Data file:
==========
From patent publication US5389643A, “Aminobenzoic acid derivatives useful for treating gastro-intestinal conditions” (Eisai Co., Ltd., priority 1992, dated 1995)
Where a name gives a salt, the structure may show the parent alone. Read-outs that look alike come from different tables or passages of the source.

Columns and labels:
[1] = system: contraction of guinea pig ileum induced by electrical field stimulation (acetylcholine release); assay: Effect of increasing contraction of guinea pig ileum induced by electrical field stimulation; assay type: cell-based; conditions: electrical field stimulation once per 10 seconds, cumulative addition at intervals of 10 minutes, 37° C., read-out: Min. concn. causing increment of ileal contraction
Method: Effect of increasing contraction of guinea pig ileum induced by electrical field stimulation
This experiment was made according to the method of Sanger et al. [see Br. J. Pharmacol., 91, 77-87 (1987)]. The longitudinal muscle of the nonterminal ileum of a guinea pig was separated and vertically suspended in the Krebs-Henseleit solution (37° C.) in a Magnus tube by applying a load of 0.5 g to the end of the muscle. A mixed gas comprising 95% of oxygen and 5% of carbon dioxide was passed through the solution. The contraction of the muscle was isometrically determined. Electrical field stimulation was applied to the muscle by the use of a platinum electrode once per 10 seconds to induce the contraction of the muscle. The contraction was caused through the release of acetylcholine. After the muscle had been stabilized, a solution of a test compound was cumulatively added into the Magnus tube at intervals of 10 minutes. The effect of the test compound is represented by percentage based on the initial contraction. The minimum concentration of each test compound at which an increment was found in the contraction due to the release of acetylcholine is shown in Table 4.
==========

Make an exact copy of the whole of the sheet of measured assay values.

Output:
From patent publication US5389643A, “Aminobenzoic acid derivatives useful for treating gastro-intestinal conditions” (Eisai Co., Ltd., priority 1992, dated 1995)
Where a name gives a salt, the structure may show the parent alone. Read-outs that look alike come from different tables or passages of the source.

Columns and labels:
[1] = system: contraction of guinea pig ileum induced by electrical field stimulation (acetylcholine release); assay: Effect of increasing contraction of guinea pig ileum induced by electrical field stimulation; assay type: cell-based; conditions: electrical field stimulation once per 10 seconds, cumulative addition at intervals of 10 minutes, 37° C., read-out: Min. concn. causing increment of ileal contraction
Method: Effect of increasing contraction of guinea pig ileum induced by electrical field stimulation
This experiment was made according to the method of Sanger et al. [see Br. J. Pharmacol., 91, 77-87 (1987)]. The longitudinal muscle of the nonterminal ileum of a guinea pig was separated and vertically suspended in the Krebs-Henseleit solution (37° C.) in a Magnus tube by applying a load of 0.5 g to the end of the muscle. A mixed gas comprising 95% of oxygen and 5% of carbon dioxide was passed through the solution. The contraction of the muscle was isometrically determined. Electrical field stimulation was applied to the muscle by the use of a platinum electrode once per 10 seconds to induce the contraction of the muscle. The contraction was caused through the release of acetylcholine. After the muscle had been stabilized, a solution of a test compound was cumulatively added into the Magnus tube at intervals of 10 minutes. The effect of the test compound is represented by percentage based on the initial contraction. The minimum concentration of each test compound at which an increment was found in the contraction due to the release of acetylcholine is shown in Table 4.